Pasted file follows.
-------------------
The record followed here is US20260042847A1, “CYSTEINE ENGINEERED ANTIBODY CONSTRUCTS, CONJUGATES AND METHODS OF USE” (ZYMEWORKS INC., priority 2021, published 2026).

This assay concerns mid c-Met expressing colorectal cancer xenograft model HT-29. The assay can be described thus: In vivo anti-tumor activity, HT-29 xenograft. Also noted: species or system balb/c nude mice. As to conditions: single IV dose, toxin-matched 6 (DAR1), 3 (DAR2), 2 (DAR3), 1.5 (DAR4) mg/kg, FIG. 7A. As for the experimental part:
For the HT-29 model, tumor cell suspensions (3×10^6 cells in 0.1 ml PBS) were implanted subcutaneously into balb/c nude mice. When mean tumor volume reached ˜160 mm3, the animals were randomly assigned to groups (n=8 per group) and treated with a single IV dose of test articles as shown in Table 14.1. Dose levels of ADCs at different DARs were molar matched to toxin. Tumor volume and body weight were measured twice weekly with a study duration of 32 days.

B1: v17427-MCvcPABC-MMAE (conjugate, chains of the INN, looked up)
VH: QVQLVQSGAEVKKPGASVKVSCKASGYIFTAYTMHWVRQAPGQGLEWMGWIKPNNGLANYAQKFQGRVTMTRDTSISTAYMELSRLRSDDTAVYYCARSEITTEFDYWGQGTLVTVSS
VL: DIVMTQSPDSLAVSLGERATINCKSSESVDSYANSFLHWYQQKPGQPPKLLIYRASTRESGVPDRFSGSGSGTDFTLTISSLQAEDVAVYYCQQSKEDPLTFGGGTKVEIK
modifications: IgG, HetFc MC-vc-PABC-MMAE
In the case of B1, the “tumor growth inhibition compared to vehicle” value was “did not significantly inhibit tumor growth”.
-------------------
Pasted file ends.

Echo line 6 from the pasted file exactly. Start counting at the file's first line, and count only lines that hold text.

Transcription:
VL: DIVMTQSPDSLAVSLGERATINCKSSESVDSYANSFLHWYQQKPGQPPKLLIYRASTRESGVPDRFSGSGSGTDFTLTISSLQAEDVAVYYCQQSKEDPLTFGGGTKVEIK